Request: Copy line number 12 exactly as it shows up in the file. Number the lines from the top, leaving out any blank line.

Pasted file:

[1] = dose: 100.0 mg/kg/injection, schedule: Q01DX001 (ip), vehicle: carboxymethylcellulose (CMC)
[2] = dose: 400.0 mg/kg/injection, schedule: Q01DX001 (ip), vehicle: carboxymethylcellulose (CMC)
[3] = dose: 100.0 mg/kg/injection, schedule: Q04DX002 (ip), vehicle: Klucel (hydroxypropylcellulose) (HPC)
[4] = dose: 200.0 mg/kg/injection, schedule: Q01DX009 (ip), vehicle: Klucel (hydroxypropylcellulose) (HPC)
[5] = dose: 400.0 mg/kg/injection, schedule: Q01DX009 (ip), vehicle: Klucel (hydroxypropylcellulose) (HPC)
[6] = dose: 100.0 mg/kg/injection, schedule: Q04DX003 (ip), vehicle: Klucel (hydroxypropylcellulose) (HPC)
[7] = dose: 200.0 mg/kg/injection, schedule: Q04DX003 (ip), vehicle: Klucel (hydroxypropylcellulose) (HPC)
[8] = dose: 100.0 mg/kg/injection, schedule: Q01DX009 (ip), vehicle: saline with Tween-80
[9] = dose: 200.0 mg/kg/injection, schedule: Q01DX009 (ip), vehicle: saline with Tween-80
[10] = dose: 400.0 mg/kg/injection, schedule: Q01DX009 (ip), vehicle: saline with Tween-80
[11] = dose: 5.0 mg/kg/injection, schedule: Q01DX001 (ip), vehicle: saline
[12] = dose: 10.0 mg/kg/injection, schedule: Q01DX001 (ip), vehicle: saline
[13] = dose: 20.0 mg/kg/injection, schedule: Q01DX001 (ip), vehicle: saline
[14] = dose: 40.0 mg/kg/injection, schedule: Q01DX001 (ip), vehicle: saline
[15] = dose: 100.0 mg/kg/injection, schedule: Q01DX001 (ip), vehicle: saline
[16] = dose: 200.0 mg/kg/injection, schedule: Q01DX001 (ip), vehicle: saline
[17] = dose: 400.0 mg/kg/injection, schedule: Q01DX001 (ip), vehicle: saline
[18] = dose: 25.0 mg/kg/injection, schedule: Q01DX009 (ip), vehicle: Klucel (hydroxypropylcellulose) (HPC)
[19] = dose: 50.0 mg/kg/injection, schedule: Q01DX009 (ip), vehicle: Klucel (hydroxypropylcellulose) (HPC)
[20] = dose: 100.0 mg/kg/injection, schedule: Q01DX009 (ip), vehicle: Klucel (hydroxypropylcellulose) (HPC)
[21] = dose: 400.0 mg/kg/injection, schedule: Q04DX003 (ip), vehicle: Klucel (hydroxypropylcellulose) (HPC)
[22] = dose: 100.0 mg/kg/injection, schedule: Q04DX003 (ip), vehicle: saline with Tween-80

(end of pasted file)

[12] = dose: 10.0 mg/kg/injection, schedule: Q01DX001 (ip), vehicle: saline